But this made me think. How come my excuses are bad and an author’s are not? With that in mind, here are the last ten excuses I have received from authors hen I asked them about their personal marketing efforts. They are in no particular order and are very real.

  • I have  family and I have to put them first. I don’t have time to call stores or travel around for nothing.
  • No one is going to come to a books signing anyway so I don’t bother.
  • I wrote the book and am writing my next one for you, so the least you can do is market it for me.
  • I sent out 100 post cards when it first came out and no one contacted me back, so I am not going to waste my time or money.
  • I didn’t get in this business to be a salesperson. I am a writer and have no desire to have to sell.
  • All of my money goes on my family, I never expected to have to pay to market my own book.
  • The economy is really bad and people are not buying books anyway.
  • I work a full-time job, take care of my family, and I need down time. That doesn’t leave time for me to market, that is why I got a publisher.
  • It would seem to me that you would have a lot more time to market my book since you don’t work a full-time job. (this is my personal favorite)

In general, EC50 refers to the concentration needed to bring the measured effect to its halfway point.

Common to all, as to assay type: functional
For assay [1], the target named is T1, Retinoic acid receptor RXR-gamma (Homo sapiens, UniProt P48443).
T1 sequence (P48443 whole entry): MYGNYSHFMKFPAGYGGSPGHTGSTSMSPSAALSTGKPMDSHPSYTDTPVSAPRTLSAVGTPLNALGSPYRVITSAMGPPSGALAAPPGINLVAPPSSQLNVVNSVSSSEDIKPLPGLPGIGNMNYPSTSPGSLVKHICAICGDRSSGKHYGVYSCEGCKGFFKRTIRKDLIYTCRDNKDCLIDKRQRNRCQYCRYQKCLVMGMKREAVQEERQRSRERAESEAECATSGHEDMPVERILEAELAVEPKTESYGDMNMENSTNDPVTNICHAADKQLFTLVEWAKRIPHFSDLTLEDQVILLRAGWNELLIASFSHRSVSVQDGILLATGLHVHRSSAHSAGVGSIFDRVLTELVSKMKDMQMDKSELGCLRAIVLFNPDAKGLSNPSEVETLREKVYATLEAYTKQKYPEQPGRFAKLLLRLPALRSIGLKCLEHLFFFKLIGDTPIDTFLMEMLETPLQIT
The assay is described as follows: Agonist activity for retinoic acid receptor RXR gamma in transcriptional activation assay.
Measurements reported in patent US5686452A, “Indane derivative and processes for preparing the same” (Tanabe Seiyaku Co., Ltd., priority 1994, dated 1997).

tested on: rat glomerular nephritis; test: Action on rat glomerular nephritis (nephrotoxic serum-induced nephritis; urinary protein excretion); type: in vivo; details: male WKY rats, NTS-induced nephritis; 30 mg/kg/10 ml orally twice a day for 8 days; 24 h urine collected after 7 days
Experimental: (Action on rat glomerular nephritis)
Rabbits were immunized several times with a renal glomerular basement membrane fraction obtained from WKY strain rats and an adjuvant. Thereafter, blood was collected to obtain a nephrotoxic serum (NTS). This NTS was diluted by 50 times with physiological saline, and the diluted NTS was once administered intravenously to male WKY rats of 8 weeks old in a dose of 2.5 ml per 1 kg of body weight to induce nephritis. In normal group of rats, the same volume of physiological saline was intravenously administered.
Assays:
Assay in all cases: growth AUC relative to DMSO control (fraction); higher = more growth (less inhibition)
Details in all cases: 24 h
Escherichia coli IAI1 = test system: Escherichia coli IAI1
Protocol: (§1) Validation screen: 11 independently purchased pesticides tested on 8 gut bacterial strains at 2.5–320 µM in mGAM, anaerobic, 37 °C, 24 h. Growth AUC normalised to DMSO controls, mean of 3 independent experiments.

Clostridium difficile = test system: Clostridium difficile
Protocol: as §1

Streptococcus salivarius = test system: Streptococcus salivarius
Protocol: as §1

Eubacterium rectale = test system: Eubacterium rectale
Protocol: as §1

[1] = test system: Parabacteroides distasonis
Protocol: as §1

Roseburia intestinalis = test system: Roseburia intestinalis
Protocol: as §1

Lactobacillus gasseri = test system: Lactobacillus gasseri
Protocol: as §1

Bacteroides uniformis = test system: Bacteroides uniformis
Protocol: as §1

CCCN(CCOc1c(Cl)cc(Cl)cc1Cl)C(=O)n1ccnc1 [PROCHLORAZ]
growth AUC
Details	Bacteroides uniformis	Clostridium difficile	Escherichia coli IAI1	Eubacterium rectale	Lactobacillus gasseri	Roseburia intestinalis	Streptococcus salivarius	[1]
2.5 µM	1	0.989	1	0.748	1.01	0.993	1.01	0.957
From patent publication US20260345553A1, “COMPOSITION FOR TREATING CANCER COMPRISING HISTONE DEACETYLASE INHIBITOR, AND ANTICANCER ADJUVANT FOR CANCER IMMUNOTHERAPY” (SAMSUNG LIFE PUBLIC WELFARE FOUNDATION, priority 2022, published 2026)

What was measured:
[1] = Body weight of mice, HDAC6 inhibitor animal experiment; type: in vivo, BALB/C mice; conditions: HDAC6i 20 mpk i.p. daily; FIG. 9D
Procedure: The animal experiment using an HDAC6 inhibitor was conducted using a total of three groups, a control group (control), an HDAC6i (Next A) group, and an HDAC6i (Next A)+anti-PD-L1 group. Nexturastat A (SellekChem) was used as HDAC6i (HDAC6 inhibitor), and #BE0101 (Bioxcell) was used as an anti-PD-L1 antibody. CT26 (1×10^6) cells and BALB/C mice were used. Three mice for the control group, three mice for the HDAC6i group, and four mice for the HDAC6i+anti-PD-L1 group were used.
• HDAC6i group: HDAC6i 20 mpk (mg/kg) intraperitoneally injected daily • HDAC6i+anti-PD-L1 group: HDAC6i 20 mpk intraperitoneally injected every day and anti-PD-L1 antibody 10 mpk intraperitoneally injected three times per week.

• If I market it myself, why do I need a publisher?
  • Bookstores and libraries never pay attention to the author, all that marketing stuff has to come from the publisher.
  • No legitimate author does their own marketing.
  • I don’t know how to find readers. If you find them for me, I will talk to them.
  • Nobody sells books from promoting on the Internet, it is a huge waste of time.
  • Social networking is not going to reach readers. It never does.
  • If you want your business to succeed, you are going to have to prove to your authors that they should even bother with you.
  • It is not my responsibility to fund your publishing house.

Okay, more than ten, but I was on a roll. This doesn’t even touch the list. I would very much like to make a very general statement to authors.